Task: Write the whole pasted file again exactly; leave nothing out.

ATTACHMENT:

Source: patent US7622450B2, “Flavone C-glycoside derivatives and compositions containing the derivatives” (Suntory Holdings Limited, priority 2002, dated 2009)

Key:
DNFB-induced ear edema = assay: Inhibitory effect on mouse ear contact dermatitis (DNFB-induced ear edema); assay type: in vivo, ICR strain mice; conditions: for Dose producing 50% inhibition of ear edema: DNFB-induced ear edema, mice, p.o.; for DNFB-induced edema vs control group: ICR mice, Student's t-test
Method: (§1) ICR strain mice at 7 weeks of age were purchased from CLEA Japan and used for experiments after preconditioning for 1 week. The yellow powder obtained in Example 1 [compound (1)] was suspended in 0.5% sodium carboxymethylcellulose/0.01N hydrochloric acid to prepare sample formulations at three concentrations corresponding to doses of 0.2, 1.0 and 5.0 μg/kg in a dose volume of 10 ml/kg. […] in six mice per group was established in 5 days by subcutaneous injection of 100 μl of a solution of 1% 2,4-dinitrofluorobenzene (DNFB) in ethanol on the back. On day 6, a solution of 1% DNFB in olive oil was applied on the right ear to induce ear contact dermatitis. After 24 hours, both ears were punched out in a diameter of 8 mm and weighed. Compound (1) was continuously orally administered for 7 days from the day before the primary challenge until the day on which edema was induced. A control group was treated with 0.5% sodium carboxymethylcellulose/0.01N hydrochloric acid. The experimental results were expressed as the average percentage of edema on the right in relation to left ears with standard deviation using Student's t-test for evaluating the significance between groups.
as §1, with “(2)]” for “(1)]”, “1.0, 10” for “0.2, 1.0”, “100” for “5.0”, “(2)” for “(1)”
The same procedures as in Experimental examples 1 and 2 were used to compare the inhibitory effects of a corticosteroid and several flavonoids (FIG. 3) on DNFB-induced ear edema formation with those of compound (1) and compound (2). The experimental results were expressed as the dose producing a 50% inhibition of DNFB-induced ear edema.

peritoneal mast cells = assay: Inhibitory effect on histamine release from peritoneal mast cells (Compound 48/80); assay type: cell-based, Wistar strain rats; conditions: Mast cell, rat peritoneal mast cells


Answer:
Source: patent US7622450B2, “Flavone C-glycoside derivatives and compositions containing the derivatives” (Suntory Holdings Limited, priority 2002, dated 2009)

Key:
DNFB-induced ear edema = assay: Inhibitory effect on mouse ear contact dermatitis (DNFB-induced ear edema); assay type: in vivo, ICR strain mice; conditions: for Dose producing 50% inhibition of ear edema: DNFB-induced ear edema, mice, p.o.; for DNFB-induced edema vs control group: ICR mice, Student's t-test
Method: (§1) ICR strain mice at 7 weeks of age were purchased from CLEA Japan and used for experiments after preconditioning for 1 week. The yellow powder obtained in Example 1 [compound (1)] was suspended in 0.5% sodium carboxymethylcellulose/0.01N hydrochloric acid to prepare sample formulations at three concentrations corresponding to doses of 0.2, 1.0 and 5.0 μg/kg in a dose volume of 10 ml/kg. […] in six mice per group was established in 5 days by subcutaneous injection of 100 μl of a solution of 1% 2,4-dinitrofluorobenzene (DNFB) in ethanol on the back. On day 6, a solution of 1% DNFB in olive oil was applied on the right ear to induce ear contact dermatitis. After 24 hours, both ears were punched out in a diameter of 8 mm and weighed. Compound (1) was continuously orally administered for 7 days from the day before the primary challenge until the day on which edema was induced. A control group was treated with 0.5% sodium carboxymethylcellulose/0.01N hydrochloric acid. The experimental results were expressed as the average percentage of edema on the right in relation to left ears with standard deviation using Student's t-test for evaluating the significance between groups.
as §1, with “(2)]” for “(1)]”, “1.0, 10” for “0.2, 1.0”, “100” for “5.0”, “(2)” for “(1)”
The same procedures as in Experimental examples 1 and 2 were used to compare the inhibitory effects of a corticosteroid and several flavonoids (FIG. 3) on DNFB-induced ear edema formation with those of compound (1) and compound (2). The experimental results were expressed as the dose producing a 50% inhibition of DNFB-induced ear edema.

peritoneal mast cells = assay: Inhibitory effect on histamine release from peritoneal mast cells (Compound 48/80); assay type: cell-based, Wistar strain rats; conditions: Mast cell, rat peritoneal mast cells